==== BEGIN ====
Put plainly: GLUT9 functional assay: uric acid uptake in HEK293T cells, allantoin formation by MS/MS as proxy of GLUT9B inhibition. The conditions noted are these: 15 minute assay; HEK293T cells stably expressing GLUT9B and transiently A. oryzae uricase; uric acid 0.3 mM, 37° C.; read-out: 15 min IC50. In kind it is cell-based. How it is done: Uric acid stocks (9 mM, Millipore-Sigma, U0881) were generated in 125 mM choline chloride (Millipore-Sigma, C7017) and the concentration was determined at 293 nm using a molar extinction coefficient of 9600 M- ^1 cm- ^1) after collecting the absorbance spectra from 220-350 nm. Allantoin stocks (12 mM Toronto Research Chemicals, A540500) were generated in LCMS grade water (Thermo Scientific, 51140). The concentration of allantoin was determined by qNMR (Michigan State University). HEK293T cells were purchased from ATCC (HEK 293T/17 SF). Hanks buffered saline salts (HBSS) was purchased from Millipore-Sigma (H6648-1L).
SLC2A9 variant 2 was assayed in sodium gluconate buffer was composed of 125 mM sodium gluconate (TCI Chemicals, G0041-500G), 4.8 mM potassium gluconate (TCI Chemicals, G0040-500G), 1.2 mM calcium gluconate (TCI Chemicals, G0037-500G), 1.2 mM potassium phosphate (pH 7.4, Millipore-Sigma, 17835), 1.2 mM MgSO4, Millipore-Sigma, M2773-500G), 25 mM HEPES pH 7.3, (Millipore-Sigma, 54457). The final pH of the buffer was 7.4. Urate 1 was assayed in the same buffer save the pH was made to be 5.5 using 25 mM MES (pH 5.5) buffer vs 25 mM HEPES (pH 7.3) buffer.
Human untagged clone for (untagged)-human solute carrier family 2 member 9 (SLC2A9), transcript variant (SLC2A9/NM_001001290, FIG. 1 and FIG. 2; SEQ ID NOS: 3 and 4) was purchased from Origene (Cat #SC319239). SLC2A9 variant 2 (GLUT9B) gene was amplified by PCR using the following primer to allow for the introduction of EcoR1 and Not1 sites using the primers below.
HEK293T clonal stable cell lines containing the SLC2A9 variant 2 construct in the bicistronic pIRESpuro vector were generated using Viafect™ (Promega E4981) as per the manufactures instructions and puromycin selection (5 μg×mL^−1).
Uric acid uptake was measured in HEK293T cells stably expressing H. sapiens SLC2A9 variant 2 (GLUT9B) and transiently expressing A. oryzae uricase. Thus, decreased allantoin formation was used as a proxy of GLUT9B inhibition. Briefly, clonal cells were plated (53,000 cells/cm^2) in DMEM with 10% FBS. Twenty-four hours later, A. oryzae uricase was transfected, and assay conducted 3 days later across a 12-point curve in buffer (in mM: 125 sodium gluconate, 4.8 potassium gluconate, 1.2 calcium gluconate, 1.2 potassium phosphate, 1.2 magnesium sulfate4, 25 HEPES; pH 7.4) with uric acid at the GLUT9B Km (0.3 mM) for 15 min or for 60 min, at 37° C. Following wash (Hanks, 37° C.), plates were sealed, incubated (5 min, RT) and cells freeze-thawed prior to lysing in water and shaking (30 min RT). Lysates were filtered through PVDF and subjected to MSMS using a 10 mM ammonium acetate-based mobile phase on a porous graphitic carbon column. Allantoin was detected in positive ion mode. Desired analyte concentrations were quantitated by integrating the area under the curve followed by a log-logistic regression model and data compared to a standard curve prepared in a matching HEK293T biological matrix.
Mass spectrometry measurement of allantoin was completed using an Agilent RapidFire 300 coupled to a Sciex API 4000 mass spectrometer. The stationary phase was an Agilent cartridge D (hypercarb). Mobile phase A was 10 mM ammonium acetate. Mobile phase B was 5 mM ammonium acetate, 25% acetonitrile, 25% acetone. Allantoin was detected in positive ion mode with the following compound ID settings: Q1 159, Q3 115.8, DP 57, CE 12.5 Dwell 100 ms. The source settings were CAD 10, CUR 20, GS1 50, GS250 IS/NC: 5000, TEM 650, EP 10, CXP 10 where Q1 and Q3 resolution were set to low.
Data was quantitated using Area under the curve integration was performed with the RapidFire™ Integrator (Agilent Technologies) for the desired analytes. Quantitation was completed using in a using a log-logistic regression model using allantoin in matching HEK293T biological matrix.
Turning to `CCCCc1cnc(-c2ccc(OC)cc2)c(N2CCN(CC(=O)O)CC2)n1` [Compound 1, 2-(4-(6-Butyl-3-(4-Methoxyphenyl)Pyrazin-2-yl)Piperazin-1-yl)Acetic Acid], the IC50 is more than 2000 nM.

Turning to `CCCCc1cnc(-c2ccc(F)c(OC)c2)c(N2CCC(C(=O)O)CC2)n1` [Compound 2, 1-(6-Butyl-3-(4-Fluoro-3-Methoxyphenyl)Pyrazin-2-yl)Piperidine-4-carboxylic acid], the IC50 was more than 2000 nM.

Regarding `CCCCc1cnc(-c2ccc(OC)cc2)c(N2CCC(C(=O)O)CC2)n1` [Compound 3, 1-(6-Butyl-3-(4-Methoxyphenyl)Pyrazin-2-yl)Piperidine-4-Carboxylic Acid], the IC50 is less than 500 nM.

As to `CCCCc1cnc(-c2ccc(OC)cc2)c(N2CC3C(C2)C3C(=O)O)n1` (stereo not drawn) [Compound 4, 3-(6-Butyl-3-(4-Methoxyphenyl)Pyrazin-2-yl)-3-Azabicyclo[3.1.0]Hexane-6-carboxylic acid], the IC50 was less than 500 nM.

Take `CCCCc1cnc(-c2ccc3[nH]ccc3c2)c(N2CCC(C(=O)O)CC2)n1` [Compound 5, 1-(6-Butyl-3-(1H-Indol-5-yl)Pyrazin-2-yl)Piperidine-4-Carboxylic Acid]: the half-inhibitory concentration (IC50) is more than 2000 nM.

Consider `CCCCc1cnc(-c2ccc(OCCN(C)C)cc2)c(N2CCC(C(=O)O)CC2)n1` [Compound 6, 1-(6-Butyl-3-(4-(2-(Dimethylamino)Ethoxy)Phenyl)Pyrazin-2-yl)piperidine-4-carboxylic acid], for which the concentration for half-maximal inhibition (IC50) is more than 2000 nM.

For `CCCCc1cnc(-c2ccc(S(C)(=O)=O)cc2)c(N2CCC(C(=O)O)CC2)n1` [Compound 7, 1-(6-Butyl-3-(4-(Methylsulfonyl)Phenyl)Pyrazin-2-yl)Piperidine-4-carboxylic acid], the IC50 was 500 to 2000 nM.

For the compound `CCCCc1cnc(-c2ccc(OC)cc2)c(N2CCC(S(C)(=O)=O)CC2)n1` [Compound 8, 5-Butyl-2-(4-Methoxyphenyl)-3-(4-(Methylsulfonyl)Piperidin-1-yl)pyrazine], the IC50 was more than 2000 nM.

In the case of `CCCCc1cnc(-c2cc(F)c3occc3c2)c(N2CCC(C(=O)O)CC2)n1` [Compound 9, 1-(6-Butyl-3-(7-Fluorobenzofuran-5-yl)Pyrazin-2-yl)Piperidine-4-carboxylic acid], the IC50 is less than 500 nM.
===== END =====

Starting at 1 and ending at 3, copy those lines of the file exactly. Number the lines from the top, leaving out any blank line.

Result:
Put plainly: GLUT9 functional assay: uric acid uptake in HEK293T cells, allantoin formation by MS/MS as proxy of GLUT9B inhibition. The conditions noted are these: 15 minute assay; HEK293T cells stably expressing GLUT9B and transiently A. oryzae uricase; uric acid 0.3 mM, 37° C.; read-out: 15 min IC50. In kind it is cell-based. How it is done: Uric acid stocks (9 mM, Millipore-Sigma, U0881) were generated in 125 mM choline chloride (Millipore-Sigma, C7017) and the concentration was determined at 293 nm using a molar extinction coefficient of 9600 M- ^1 cm- ^1) after collecting the absorbance spectra from 220-350 nm. Allantoin stocks (12 mM Toronto Research Chemicals, A540500) were generated in LCMS grade water (Thermo Scientific, 51140). The concentration of allantoin was determined by qNMR (Michigan State University). HEK293T cells were purchased from ATCC (HEK 293T/17 SF). Hanks buffered saline salts (HBSS) was purchased from Millipore-Sigma (H6648-1L).
SLC2A9 variant 2 was assayed in sodium gluconate buffer was composed of 125 mM sodium gluconate (TCI Chemicals, G0041-500G), 4.8 mM potassium gluconate (TCI Chemicals, G0040-500G), 1.2 mM calcium gluconate (TCI Chemicals, G0037-500G), 1.2 mM potassium phosphate (pH 7.4, Millipore-Sigma, 17835), 1.2 mM MgSO4, Millipore-Sigma, M2773-500G), 25 mM HEPES pH 7.3, (Millipore-Sigma, 54457). The final pH of the buffer was 7.4. Urate 1 was assayed in the same buffer save the pH was made to be 5.5 using 25 mM MES (pH 5.5) buffer vs 25 mM HEPES (pH 7.3) buffer.
Human untagged clone for (untagged)-human solute carrier family 2 member 9 (SLC2A9), transcript variant (SLC2A9/NM_001001290, FIG. 1 and FIG. 2; SEQ ID NOS: 3 and 4) was purchased from Origene (Cat #SC319239). SLC2A9 variant 2 (GLUT9B) gene was amplified by PCR using the following primer to allow for the introduction of EcoR1 and Not1 sites using the primers below.